OPINION: Has The Kardashians merely been a glossy revamp of Keeping Up With the Kardashians?
As The Kardashians wrapped up with its first season, here's a look at what the show did differently compared to the family's previous reality show.
Kim Kardashian and her siblings are no more known as reality TV stars today. Owning multiple businesses of their own that range across beauty, apparel and health and wellness sectors, the Kardashian-Jenner family is one of the entertainment industry's most influential ones today. When Keeping Up With the Kardashians first started, the family was still trying to find their feet into the world of showbiz but today, they are their own brand and one of the biggest signs of that is their move from network television to a streaming platform for their reality show.
When The Kardashians was initially announced fans were left with several questions, particularly as to why the family members decided to allow cameras into their life again after wrapping up 20 seasons of Keeping Up With the Kardashians. A major change for the family members while coming on board for The Kardashians was that they were now the executive producers themselves and with a content partner like Hulu, they received a sense of autonomy on the kind of content they would like to present to the viewers. It's the call on when to put the camera's away that mattered and was a gamechanger for them.
With the first season of the show consisting of ten episodes successfully released, one of most obvious changes for the family has been the increased budgets which resulted in the show getting fancy drone shots, slow-mo graphics, and the inclusion of more tasteful musical additions into the show. The Kardashians is glossy in every way and supposedly complements more to the changed lifestyles of Kim, Khloe, Kourtney, Kendall, Kylie and their mother Kris Jenner. With their swanky new homes stacked with pantries full of stuff that may expire sitting on the shelves itself, the sleek camerawork for The Kardashians has been a massive promotion that came from the Hulu deal.
To document someone's life though, it needs to have the kind of fodder that makes for suitable viewing content and one can blindfoldedly trust the Kardashians to churn out drama like that. From Kim Kardashian's new romance with Pete Davidson to Tristan Thompson's paternity scandal and Kourtney Kardashian's engagement to Travis Barker, everything gets documented in the new show that's similar to KUWTK except for the transition shots that sell us the idea of the fabulous Calabasas life with capitalism at its beating heart. So, while Kim advises women, "Get your f------ ass up and work" (in her Variety interview), on the show, her momager Kris proudly chants "Fake it, till you make it" while referring to an Emmy Award trophy that sits in her office in all its shining glory which she proudly reveals was bought by Kim from an auction for her.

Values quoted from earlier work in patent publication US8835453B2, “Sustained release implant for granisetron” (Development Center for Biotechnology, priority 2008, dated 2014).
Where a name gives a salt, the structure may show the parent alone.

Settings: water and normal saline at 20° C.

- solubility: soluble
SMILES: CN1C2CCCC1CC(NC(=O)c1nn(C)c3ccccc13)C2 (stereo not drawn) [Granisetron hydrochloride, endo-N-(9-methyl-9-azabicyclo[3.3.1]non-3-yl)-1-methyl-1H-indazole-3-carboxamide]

What The Kardashians does succeed at though I'll admit is showcasing how the Kardashian siblings are prepared to change the industry's attitudes about ageing women. All across the ten episodes, we hear Kim discuss how her life has changed for the better in her 40s and that she feels more confident about being herself at this point in her life. She celebrates being chosen to feature on the cover of Sports Illustrated at this point in her life. This also reflects in the way Kim speaks about her new relationship and other details in her confessionals which as per the show's format are more documentary style, giving the illusion of the viewers getting more organic exchanges from the members. The sisters do seem to have a come long way in changing their ways of people-pleasing and putting themselves first more often now and hence when Kourtney calls out the editors of her new show for not focussing on her engagement to Travis Barker and rather throwing the spotlight on a discussion about her ex Scott Disick's feelings, it's a valid issue to raise. I couldn't help but appreciate her stand of "Let's just not hate on a girl who finally knows what she deserves."
The thing that I truly believe about The Kardashians or for that matter also stuck by when it came to watching Keeping Up With the Kardashians is that, as long as you're not watching the show to take away any serious life lessons, you're okay to binge on as many seasons as you want. Considering The Kardashians as simply a celebrity entertainment vehicle that is used by America's most influential family to further their nett worth and promote their businesses or birth ideas for new businesses would be a more rational stand to have. Is their return to streaming better than the TV run? There are some pluses and minuses but what we can agree on is that the revamped version serves our eyes better. Whether the title mentions it or now, we are still very much "Keeping up" with The Kardashians.